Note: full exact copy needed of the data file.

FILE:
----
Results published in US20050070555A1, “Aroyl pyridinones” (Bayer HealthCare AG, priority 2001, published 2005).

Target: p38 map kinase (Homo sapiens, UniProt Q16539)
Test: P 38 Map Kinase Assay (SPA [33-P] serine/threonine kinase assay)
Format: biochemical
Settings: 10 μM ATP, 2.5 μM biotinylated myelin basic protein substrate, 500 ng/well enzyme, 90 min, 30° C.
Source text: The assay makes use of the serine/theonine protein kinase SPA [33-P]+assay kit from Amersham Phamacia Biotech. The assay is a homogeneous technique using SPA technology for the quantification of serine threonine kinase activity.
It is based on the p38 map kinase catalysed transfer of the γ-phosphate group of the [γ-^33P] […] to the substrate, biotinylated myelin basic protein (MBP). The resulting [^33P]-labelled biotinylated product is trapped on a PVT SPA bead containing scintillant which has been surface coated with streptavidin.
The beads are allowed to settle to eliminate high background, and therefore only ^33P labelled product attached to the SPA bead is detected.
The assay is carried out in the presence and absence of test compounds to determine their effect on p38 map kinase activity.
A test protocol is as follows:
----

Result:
Results published in US20050070555A1, “Aroyl pyridinones” (Bayer HealthCare AG, priority 2001, published 2005).

Target: p38 map kinase (Homo sapiens, UniProt Q16539)
Test: P 38 Map Kinase Assay (SPA [33-P] serine/threonine kinase assay)
Format: biochemical
Settings: 10 μM ATP, 2.5 μM biotinylated myelin basic protein substrate, 500 ng/well enzyme, 90 min, 30° C.
Source text: The assay makes use of the serine/theonine protein kinase SPA [33-P]+assay kit from Amersham Phamacia Biotech. The assay is a homogeneous technique using SPA technology for the quantification of serine threonine kinase activity.
It is based on the p38 map kinase catalysed transfer of the γ-phosphate group of the [γ-^33P] […] to the substrate, biotinylated myelin basic protein (MBP). The resulting [^33P]-labelled biotinylated product is trapped on a PVT SPA bead containing scintillant which has been surface coated with streptavidin.
The beads are allowed to settle to eliminate high background, and therefore only ^33P labelled product attached to the SPA bead is detected.
The assay is carried out in the presence and absence of test compounds to determine their effect on p38 map kinase activity.
A test protocol is as follows: